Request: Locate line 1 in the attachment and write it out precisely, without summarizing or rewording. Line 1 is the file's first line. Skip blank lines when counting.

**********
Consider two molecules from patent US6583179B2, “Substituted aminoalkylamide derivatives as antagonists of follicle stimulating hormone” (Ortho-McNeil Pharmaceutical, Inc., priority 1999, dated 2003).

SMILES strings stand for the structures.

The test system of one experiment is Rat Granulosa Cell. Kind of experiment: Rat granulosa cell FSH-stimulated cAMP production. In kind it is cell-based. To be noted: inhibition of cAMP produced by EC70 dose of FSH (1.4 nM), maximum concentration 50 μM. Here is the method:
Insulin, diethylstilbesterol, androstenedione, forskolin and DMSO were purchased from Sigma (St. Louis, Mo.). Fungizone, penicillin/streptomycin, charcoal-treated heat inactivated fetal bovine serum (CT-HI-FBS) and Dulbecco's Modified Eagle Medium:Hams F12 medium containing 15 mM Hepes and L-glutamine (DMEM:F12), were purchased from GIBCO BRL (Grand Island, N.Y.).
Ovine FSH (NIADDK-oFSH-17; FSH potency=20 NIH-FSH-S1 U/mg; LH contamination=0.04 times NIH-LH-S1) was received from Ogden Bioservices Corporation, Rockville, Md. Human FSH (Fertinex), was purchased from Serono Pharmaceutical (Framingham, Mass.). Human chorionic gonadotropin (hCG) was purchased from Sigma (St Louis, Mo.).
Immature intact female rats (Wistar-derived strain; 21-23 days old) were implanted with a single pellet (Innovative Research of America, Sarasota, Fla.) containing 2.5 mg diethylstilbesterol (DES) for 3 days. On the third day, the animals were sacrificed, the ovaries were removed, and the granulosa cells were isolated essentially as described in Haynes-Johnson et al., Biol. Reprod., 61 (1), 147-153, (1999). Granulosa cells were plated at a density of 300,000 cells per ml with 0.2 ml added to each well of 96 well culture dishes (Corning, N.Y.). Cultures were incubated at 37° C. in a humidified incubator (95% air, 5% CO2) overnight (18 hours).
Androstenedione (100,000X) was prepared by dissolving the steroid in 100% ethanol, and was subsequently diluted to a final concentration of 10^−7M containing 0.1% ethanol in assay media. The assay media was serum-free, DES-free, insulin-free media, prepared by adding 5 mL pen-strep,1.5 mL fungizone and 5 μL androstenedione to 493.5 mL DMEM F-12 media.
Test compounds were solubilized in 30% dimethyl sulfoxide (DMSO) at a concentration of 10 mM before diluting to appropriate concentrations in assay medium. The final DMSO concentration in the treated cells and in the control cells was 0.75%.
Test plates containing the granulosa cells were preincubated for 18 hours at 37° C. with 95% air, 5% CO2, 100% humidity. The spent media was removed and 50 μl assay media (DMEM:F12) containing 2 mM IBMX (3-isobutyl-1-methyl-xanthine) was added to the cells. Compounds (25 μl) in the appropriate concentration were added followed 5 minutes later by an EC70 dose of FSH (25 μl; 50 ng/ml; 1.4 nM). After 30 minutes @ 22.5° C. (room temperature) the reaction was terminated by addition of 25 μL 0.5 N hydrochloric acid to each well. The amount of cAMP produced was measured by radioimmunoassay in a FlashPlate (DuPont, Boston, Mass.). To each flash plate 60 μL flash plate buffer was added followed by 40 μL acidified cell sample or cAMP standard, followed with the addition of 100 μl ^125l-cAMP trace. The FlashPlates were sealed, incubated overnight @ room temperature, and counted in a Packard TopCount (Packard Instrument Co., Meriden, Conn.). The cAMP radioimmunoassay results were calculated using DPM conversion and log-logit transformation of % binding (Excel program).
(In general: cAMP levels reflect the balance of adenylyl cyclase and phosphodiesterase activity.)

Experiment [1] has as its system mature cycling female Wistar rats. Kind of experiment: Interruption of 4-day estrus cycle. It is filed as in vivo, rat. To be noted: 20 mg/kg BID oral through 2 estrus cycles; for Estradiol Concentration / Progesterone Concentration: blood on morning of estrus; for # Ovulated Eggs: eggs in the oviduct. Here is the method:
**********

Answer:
Consider two molecules from patent US6583179B2, “Substituted aminoalkylamide derivatives as antagonists of follicle stimulating hormone” (Ortho-McNeil Pharmaceutical, Inc., priority 1999, dated 2003).